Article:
frtb: a wait and see strategy can be risky


FRTB – part of a global regulatory strategy

From a regulatory perspective, market risk affecting a given company can lead to cascading events across multiple companies that cause systemic challenges. Connection and the threat of infection keep regulators up at night and drive the global regulatory strategy. Contradictory political statements aside, this strategy is clear and will move inexorably forward.

FRTB should be seen as a measure in the context of a wider, global regulatory program. We already know that this program will include firewalls and additional capital buffers as well as ring fences that will force business areas to stand on their own. These requirements and the cost of implementation will cause banks to reassess capital allocation and possibly shift selected business areas. In the future, business processes, workflows and technology will be further influenced by increasingly frequent regulatory spot checks by assessors that require firm market risk assessments within minutes.

The danger of a wait-and-see approach

As these two waves inevitably converge, it turns out to be risky and expensive to wait to see what happens.

Risks because failure to manage market risk intraday will put companies at a competitive disadvantage while being exposed to an unacceptable level of risk. Expensive, because responding to each new regulation without a coherent plan has resulted in regulatory costs (as a percentage of operating expenses) of 4-6 percent. Continuing a reactive path for new rules will double this to 8-12 percent.

From a risk or cost management perspective, this is clearly not a sustainable model. Instead, plans to implement the FRTB must proceed now, while laying the foundations for tackling current and imminent regulations.

FRTB next step – remember the gaps and assess the impact

Banks should begin by identifying gaps in current versus required capabilities as well as the potential impact of FRTB on the firm’s business model. They also need to consider requirements such as ringfencing and samples that you will definitely follow. Conversations with our clients reveal the following as some of their biggest concerns about gaps in their capacity and the potential impact of FRTB on their business:

Holes that cause concern with the FRTB implementation:

  • Processing data for overnight data will have to migrate to near real time, enabling analysis and reporting as needed.
  • Existing systems may not be scaled. FRTB scenarios with longer liquidity horizons may require up to 15,000 simulations per year. Trade.
  • Model risk management may need improvements, including centralized governance, a view on interconnection and modeling of external parameters, including counterparty, economic and political risk. Testing and checking holes for new models can result in significant losses.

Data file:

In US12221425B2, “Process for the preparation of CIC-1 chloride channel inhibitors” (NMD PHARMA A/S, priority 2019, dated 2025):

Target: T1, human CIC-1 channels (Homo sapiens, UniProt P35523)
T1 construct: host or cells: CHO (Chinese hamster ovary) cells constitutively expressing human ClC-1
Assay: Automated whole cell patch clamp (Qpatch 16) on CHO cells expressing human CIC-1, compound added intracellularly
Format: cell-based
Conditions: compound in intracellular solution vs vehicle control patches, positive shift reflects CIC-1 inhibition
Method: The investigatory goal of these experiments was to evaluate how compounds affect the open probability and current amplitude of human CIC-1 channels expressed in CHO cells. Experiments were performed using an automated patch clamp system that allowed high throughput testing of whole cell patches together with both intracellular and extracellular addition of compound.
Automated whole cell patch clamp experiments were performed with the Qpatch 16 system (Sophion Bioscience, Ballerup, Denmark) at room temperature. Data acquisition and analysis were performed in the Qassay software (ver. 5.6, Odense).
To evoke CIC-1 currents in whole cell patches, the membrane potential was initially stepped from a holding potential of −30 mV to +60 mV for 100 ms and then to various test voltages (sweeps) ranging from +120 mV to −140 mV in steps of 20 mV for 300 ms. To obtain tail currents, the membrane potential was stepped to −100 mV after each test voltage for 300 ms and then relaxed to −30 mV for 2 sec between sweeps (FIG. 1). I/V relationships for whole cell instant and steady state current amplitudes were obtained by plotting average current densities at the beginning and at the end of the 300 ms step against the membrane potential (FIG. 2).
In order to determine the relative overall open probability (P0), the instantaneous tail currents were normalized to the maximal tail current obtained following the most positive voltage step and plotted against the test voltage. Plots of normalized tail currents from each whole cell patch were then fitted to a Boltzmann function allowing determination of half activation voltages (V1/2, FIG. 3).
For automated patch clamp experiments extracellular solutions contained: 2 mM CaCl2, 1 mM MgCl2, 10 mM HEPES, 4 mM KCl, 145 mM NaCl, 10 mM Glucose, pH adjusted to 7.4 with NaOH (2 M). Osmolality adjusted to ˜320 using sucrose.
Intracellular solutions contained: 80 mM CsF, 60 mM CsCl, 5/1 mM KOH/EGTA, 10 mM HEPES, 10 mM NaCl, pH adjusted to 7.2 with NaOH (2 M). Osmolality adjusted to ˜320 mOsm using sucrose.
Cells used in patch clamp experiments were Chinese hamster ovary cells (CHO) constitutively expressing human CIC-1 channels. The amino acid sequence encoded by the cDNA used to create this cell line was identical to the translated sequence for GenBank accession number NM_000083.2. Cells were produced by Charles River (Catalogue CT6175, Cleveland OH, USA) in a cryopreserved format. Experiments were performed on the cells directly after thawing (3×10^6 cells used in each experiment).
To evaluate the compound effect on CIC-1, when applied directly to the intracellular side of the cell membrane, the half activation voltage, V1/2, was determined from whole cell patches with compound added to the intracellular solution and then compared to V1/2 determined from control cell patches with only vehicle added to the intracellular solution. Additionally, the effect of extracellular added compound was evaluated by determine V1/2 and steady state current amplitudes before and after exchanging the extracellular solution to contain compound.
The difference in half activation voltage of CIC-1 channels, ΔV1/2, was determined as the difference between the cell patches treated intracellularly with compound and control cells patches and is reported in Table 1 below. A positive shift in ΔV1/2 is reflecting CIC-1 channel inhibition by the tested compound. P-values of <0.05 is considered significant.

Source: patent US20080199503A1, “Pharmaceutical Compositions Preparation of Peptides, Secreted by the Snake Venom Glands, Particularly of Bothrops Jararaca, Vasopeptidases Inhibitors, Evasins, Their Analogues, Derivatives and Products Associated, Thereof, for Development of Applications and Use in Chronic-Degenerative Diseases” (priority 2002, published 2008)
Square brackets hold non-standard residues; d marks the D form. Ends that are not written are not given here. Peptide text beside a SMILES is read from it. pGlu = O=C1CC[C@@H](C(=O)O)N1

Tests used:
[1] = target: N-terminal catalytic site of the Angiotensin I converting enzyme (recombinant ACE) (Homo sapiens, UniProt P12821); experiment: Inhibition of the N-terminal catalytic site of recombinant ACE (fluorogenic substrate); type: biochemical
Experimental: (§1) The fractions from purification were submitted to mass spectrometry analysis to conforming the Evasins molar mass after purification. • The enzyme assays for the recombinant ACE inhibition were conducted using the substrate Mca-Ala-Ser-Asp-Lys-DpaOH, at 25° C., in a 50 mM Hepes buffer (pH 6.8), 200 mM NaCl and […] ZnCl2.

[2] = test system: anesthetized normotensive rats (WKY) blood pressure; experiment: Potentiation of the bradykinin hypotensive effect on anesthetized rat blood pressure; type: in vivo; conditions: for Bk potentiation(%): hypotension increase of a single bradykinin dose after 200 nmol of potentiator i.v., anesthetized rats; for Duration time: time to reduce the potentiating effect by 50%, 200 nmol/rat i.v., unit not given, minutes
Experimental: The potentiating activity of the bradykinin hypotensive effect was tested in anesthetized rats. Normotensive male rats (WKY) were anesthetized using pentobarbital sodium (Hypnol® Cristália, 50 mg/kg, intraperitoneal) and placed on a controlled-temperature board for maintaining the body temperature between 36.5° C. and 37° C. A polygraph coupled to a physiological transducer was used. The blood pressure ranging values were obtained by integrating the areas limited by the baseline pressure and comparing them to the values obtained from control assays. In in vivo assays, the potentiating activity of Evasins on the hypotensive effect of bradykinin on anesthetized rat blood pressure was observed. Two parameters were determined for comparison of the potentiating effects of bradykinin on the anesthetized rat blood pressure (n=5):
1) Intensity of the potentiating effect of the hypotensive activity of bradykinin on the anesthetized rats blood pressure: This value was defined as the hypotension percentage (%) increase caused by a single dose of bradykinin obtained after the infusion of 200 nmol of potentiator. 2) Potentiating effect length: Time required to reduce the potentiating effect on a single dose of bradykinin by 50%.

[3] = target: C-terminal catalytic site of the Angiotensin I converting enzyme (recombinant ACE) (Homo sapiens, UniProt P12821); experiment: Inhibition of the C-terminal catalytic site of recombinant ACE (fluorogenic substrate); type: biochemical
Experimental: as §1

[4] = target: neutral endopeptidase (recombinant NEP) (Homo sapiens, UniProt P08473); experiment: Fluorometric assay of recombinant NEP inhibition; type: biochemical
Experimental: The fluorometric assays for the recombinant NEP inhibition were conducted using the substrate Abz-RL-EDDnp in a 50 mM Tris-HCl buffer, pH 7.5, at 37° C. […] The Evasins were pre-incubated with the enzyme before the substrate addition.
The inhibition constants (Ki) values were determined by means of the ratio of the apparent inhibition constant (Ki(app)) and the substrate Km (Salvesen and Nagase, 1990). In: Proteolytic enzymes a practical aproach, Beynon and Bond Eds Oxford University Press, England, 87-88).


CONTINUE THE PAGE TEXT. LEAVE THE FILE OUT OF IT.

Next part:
• Can you close the data gap with a data management solution that meets FRTB requirements as well as other accounting or regulatory requirements such as expected credit loss or stress testing?

Evaluation of the impact of FRTB on each desktop and industry:

  • What analytical risk / funding environment allows the bank to deal with what-if-questions?
  • How will new FRTB Standard Approach (SA) and Internal Model Input (IMA) market risk modeling scenarios affect capital?
  • Is there a critical mass of desks that justify investing against costs that can be moved to an IMA?
  • Will separating the banking and trading book affect margins, credit ratings or liquidity? Should any form of dismissal be considered?
  • Should the company assess the potential costs / benefits of migrating toward cloud-based compliance-as-a-service?

One last word – competition

A handful of leading international banks and investment managers who have proactively addressed the challenges of assessing intraday market risk – including JPMorgan Chase, Goldman Sachs and Blackrock – cite benefits such as improved risk management, capital optimization and balance immunization.

To compete with these best-in-class companies, a wait-and-see reactive approach to new rules will prove to be too little, too late. Financial institutions need to proactively improve business risk and capital management, automate their workflow to provide intelligence as needed and address compliance with a lower cost structure. Along the way, they will derive data and information to create new revenue streams and achieve their business goals.

About the author

Andy Carter is senior manager of high performance analytics solutions for capital markets at SAS. He has more than 25 years of sales management experience at market-leading software companies focusing on complex, high-value enterprise software solutions. His current role involves working with banking and capital market clients to use high-performance, big data analytics solutions to address structural challenges, especially in the areas of risk management and financial crime.



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